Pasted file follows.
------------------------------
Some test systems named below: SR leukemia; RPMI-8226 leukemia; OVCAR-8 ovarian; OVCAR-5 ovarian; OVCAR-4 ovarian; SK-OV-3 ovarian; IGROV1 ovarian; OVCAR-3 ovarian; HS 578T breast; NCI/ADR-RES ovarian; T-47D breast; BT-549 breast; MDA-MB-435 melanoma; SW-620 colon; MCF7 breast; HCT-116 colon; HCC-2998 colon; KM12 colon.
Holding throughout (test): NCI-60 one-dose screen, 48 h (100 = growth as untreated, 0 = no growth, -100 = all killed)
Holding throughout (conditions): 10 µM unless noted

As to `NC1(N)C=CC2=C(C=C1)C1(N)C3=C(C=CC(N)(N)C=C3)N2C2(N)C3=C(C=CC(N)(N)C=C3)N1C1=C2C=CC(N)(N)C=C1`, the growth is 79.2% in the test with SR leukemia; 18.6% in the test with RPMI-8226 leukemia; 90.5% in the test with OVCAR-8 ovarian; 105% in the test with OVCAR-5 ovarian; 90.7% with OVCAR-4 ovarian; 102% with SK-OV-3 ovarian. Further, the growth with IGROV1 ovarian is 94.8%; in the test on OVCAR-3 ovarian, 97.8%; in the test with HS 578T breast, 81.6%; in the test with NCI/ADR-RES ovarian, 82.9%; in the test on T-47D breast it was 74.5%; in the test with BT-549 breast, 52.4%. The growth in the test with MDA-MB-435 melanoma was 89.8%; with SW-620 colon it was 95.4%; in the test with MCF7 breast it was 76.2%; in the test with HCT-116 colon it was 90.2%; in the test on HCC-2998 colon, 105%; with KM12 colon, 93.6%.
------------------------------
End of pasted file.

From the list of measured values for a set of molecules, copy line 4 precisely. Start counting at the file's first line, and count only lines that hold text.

As to `NC1(N)C=CC2=C(C=C1)C1(N)C3=C(C=CC(N)(N)C=C3)N2C2(N)C3=C(C=CC(N)(N)C=C3)N1C1=C2C=CC(N)(N)C=C1`, the growth is 79.2% in the test with SR leukemia; 18.6% in the test with RPMI-8226 leukemia; 90.5% in the test with OVCAR-8 ovarian; 105% in the test with OVCAR-5 ovarian; 90.7% with OVCAR-4 ovarian; 102% with SK-OV-3 ovarian. Further, the growth with IGROV1 ovarian is 94.8%; in the test on OVCAR-3 ovarian, 97.8%; in the test with HS 578T breast, 81.6%; in the test with NCI/ADR-RES ovarian, 82.9%; in the test on T-47D breast it was 74.5%; in the test with BT-549 breast, 52.4%. The growth in the test with MDA-MB-435 melanoma was 89.8%; with SW-620 colon it was 95.4%; in the test with MCF7 breast it was 76.2%; in the test with HCT-116 colon it was 90.2%; in the test on HCC-2998 colon, 105%; with KM12 colon, 93.6%.